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Medicina Oral, Patología Oral y Cirugía Bucal (Internet)

On-line version ISSN 1698-6946

Med. oral patol. oral cir.bucal (Internet) vol.11 n.2  Mar./Apr. 2006




Basal cell adenoma of the parotid gland. Case report and review of the literature

Adenoma de células basales de glándula parótida. Caso clínico y revisión de la literatura



Raúl González García1, Syong H. Nam Cha2, Mario F. Muñoz Guerra1, C. Gamallo Amat2

(1) Servicio de Cirugía Oral y Maxilofacial
(2) Servicio de Anatomía Patológica, Hospital Universitario La Princesa. Madrid





Basal cell adenoma of the salivary glands is an uncommon type of monomorphous adenoma. Its most frequent location is the parotid gland. It usually appears as a firm and mobile slow-growing mass. Histologically, isomorphic cells in nests and interlaced trabecules with a prominent basal membrane are observed. It is also characterized by the presence of a slack and hyaline stroma and the absence of myxoid or condroid stroma. In contrast to pleomorphic adenoma, it tends to be multiple and its recurrence rate after surgical excision is high. Due to prognostic implications, differential diagnosis with basal cell adenocarcinoma, adenoid cystic carcinoma and basaloid squamous cell carcinoma is mandatory. We describe a case of basal cell adenoma of the parotid gland. We also review the literature and discuss the diagnosis and management of this rare entity.

Key words: Basal cell adenoma, parotid, salivary gland.


El adenoma de células basales de las glándulas salivares es un tipo de adenoma monomorfo de aparición infrecuente. La localización más habitual es la superficie de la glándula parótida. Suele debutar clínicamente como una masa firme y desplazable de crecimiento lento. Histológicamente se observan células isomórficas formando nidos y trabéculas interanastomosadas, con una membrana basal prominente, separadas por un estroma laxo e hialino y ausencia de estroma mixoide o condroide. A diferencia del adenoma pleomorfo, tiende a la multicentricidad y su tasa de recurrencia después de la extirpación quirúrgica es alta. Debido a sus implicaciones pronósticas, el diagnóstico diferencial con el adenocarcinoma de células basales, el carcinoma adenoide quístico y el carcinoma de células escamosas basalioide es prioritario. Describimos un caso clínico de adenoma de células basales de la glándula parótida, realizamos una revisión de la literatura y discutimos el manejo diagnóstico y terapéutico de esta rara entidad.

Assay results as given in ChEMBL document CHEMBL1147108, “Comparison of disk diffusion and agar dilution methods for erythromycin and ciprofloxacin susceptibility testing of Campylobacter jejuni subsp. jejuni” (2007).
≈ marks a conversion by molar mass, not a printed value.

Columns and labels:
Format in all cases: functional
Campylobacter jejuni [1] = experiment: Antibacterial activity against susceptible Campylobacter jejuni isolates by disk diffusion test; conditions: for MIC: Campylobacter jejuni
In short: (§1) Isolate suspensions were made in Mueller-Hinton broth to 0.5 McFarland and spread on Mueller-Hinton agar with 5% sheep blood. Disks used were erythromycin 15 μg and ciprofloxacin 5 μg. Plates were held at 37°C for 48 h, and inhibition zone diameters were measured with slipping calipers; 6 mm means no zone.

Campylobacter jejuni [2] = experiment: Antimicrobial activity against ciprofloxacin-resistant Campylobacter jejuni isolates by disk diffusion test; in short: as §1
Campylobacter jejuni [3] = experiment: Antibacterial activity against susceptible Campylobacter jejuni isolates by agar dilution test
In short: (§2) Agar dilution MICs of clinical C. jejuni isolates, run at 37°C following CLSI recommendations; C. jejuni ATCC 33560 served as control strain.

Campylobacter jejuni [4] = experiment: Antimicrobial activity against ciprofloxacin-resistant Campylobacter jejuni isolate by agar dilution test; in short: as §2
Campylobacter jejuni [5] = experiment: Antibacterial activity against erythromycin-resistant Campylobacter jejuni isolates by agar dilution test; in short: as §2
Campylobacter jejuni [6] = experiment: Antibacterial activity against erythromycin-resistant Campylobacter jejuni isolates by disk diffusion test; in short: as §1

Palabras clave: Adenoma de células basales, parótida, glándula salivar.




Basal cell adenoma (BCA) of the salivary glands is a rare tumour, recognised as an independent entity in the Second Edition of the Salivary Gland Tumours Classification of the World Health Organization (WHO) (1). It is considered as a low-grade malignant tumour with a high recurrence rate and, in general, good prognosis. The most frequent location is the parotid gland, although other sites are possible, such as the upper lip, buccal mucosa, lower lip, palate and nasal septum (2,3).

It represents 54% of monomorphous adenomas and 1-3% of major salivary glands tumours (4). Epidemiologically, these tumours frequently affect patients between their fifth and seventh decades, in contrast to observations in benign mixed tumours. In the opinion of most authors prevalence in favour of women exists, but other authors report a similar frequency for both genders (5,6).

Histologically, 4 characteristic patterns have been described: solid, trabecular, tubular and membranous. It is characteristic the presence of a basaloid cellular layer with a stockade pattern and rounded by hyaline substance (7). The absence of myoepithelial cells, present in benign mixed tumors and other salivary gland neoplasms, has been referred as characteristic of this tumour (8). However, other authors suggest the concurrence of myoepithelial cells, based in the presence of S-100 stromal fusiform cells (9).

Differential diagnosis with entities of varied prognosis such as pleomorphic adenoma and adenoid cystic carcinoma makes necessary the consideration of this entity in the field of glandular tumours of the maxillofacial area.


Case Report

A 30-year old woman with a history of basal cell carcinoma of the paranasal skin came to our Department because of a 3-year slow-growing tumour in the region of the right mandibular angle. The patient had a previous pathological report performed in other centre consisting in two fine-needle aspiration (FNA) procedures, with result suggestive of low-cytological grade epithelial proliferation. This finding was compatible with a salivary gland pleomorphic adenoma. However, quantity of stroma was minimal, and there were deviations in relation to the standard patterns, so other tumours included carcinoma were not rejected. In the physical exploration, the patient showed a 2-cm nodule in the right jugulodigastric region, mobile over deep layers and not adhered to the skin. No other lymph nodes or masses were observed in the cervical and facial regions.